The question is: Is it warranted?

Just how realistic is an unexpected surge from these White Sox, an overtaking of the Cleveland Indians for the second-place status in the AL Central and a potential lingering presence in a top-heavy and uncrowded American League playoff race?

Obviously, the White Sox aren’t there yet, still under .500 even after defeating those Indians in the first of a four-game weekend set Thursday night. But a win Friday would even the division rivals’ records. As the Minnesota Twins proved with three straight poundings of the White Sox last weekend in the Twin Cities, there’s an awful lot of daylight between the Central leaders and everyone else in the division. But such is not the case in the AL wild-card race, where the White Sox, at 27-29, are just two games out of the second wild card.

It’s still May, obviously, so don’t start scoreboard-watching just yet. But this is a team that came in with almost no expectations, from outside the clubhouse, anyway, of crashing the postseason. And while their sub-.500 record and minus-47 run differential shouldn’t force anyone to go canceling their October plans, there are plenty of positives on this team that, when the competition is the kind they’ll get from 60 percent of this division this season, can result in wins like Thursday’s.

The White Sox got to Carlos Carrasco, finally, after he had thrown a combined 12.1 shutout innings in his first two starts of the season against them. Thursday, they tagged him for six runs on 10 hits, part of a bigger 10-run, 15-hit night for the offense. Five White Sox hitters had multi-hit nights, Leury Garcia got his batting average back up over .300, Yonder Alonso put together one of the performances the White Sox expected when they traded for him in December, Eloy Jimenez had three hits, and Jose Abreu added his 15th homer and upped his RBI tally to 49. He leads the AL in the latter category.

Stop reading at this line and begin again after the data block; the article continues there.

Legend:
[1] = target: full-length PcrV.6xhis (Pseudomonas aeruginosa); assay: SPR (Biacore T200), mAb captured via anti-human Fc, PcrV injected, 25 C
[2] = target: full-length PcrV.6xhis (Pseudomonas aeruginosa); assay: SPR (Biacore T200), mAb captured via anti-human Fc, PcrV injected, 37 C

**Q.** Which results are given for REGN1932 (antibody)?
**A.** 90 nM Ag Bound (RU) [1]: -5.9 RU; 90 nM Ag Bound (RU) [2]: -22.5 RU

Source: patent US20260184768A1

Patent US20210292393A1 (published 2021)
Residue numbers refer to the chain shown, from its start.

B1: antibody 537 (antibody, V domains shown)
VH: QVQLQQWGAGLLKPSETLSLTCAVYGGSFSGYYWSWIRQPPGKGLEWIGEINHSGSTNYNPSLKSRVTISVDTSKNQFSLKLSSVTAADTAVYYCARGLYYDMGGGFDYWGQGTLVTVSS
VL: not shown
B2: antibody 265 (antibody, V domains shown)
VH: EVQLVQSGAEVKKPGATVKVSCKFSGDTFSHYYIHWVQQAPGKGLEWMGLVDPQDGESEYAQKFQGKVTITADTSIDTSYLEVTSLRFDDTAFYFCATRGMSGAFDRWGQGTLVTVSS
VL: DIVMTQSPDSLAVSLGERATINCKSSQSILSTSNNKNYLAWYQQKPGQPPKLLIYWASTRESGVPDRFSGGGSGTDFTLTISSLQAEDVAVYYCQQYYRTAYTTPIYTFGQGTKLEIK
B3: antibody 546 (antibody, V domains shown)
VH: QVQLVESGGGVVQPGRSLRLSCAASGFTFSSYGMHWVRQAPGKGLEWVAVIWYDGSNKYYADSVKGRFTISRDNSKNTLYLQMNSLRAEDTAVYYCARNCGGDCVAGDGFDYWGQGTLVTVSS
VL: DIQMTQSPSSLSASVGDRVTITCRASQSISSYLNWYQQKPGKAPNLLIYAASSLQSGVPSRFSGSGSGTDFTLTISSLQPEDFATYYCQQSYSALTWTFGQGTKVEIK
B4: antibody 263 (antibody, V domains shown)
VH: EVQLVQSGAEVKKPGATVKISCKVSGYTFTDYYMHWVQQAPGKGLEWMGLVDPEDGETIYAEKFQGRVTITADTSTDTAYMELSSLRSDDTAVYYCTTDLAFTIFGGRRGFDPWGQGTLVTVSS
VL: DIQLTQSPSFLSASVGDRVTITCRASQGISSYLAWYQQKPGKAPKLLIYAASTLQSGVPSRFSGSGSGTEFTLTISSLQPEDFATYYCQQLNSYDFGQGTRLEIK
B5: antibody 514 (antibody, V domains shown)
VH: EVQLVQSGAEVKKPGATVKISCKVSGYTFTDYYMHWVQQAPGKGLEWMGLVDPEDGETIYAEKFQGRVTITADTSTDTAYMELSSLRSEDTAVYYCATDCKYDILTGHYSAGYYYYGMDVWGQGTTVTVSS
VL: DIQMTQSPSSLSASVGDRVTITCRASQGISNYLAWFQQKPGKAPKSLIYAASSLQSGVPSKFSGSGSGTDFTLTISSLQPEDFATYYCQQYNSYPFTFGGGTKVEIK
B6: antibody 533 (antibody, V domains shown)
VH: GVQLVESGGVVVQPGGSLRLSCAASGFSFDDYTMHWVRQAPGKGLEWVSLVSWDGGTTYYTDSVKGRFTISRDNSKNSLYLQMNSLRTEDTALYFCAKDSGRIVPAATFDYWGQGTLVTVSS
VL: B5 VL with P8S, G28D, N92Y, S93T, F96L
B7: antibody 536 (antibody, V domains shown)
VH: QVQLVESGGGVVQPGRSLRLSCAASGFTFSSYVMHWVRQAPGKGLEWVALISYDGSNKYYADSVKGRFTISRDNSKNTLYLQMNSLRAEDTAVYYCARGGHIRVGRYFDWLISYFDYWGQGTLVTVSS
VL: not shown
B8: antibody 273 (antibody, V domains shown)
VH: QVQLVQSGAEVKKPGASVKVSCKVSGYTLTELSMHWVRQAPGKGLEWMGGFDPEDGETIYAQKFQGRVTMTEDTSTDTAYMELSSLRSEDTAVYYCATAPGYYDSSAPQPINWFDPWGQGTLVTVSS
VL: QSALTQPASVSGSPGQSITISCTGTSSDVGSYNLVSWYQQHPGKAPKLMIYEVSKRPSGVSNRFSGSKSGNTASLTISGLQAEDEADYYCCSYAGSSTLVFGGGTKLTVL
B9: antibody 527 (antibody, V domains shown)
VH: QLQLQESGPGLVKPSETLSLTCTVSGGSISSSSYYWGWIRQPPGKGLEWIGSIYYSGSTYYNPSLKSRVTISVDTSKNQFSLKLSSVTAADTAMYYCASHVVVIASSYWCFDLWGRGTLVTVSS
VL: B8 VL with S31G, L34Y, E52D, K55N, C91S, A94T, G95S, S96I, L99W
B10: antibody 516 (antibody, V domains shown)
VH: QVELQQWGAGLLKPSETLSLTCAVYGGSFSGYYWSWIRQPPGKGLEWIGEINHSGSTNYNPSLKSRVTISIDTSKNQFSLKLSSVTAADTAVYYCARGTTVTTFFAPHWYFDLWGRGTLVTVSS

All good things, enough of them to inspire confidence, too, that while a playoff push might not be in the offing, at least a nice streak like this is no fluke.

"I think that the youth, the new blood, the new kids have meshed with the old guys, with the veterans. We have a good atmosphere here,” Abreu said through team interpreter Billy Russo. “We go out every day, try to win games, try to do our best, try to fight, and at the same time try to have fun. We have been working with Ricky (Renteria) and the coaches, trying to improve, trying to do the little things to win games, to be consistent with what we know that we can do.

“I think we're going in the right direction. We're working hard, and I think we're going to be good."

That’s the plan, of course, even if it doesn’t happen this season. White Sox fans asked to be patient during this rebuilding process likely won’t notice the corner being turned. That’s likely to be a gradual occurrence rather than one that comes with fanfare.

But that end goal looks a lot more achievable when Moncada and Jimenez keep having big nights, when Abreu — who sure seems to be in the White Sox plans past 2019 — continues to show he can be one of the game’s top producers, when Tim Anderson still leads the AL in batting average and Lucas Giolito might be on his way to AL Pitcher of the Month honors.

All of those things are reasons to feel giddy, much more so than a sweep of a woeful Royals team and a four-game winning streak in late May.

Of course, there are plenty of reminders that the White Sox are still in a rebuild. The starting pitching outside of Giolito has yet to reach reliability. Dylan Cease and Luis Robert are tearing it up in the minor leagues rather than on the South Side. Michael Kopech, Dane Dunning and Carlos Rodon are all recovering from Tommy John surgery.

And with a seven-run lead heading into the ninth inning Thursday, there was unwelcome drama, Jace Fry allowing a pair of base runners before an Anderson throwing error brought one of those runs home. Renteria made a pitching change with the bases loaded, and closer Alex Colome even stirred despite a six-run lead on the scoreboard.

But those things that defined the 2018 season are not the dominant traits of the 2019 edition of these White Sox to this point. The win-loss totals on the final day of May are dramatically different: 16-37 at this point last year, as opposed to two games below .500 right now.

But Rick Hahn has been talking since January about how the win-loss total will be less important than how the White Sox get to it by season’s end. And how they’ve gotten here has been promising for this future-facing franchise. It’s been thanks to Anderson and Moncada and Giolito and Abreu -- guys who are expected to be key contributors to the next contending group of White Sox.

That next contending team might not be this one. But the bright spots have been bright enough to make it feel like that team might not be too far away. So go ahead and get giddy over this four-game winning streak. It might just be a sign of things to come.